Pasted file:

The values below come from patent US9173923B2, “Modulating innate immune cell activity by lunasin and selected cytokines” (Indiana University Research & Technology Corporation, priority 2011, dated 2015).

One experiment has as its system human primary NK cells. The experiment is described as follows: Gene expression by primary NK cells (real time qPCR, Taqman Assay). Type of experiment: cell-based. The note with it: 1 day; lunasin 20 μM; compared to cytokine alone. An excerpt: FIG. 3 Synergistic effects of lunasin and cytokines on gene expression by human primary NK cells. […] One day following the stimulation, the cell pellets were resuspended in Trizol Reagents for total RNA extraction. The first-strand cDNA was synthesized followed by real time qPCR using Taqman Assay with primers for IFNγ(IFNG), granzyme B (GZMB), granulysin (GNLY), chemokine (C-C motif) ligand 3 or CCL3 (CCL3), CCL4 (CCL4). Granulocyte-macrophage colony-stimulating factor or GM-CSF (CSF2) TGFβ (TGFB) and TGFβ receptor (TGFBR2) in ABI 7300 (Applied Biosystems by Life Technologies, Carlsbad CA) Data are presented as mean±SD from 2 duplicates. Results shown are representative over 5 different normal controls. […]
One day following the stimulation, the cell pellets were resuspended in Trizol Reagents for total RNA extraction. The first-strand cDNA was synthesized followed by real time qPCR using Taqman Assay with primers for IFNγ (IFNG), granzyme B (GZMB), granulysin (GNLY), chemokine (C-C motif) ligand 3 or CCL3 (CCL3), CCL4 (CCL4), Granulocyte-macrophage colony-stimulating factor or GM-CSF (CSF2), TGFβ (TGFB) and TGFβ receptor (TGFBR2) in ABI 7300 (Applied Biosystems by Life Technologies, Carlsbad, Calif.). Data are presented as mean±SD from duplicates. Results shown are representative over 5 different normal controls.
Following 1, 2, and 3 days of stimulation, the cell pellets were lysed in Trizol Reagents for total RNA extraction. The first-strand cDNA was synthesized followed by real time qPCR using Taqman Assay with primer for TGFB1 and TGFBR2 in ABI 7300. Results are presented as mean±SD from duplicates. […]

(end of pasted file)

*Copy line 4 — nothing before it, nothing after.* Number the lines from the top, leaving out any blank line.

Following 1, 2, and 3 days of stimulation, the cell pellets were lysed in Trizol Reagents for total RNA extraction. The first-strand cDNA was synthesized followed by real time qPCR using Taqman Assay with primer for TGFB1 and TGFBR2 in ABI 7300. Results are presented as mean±SD from duplicates. […]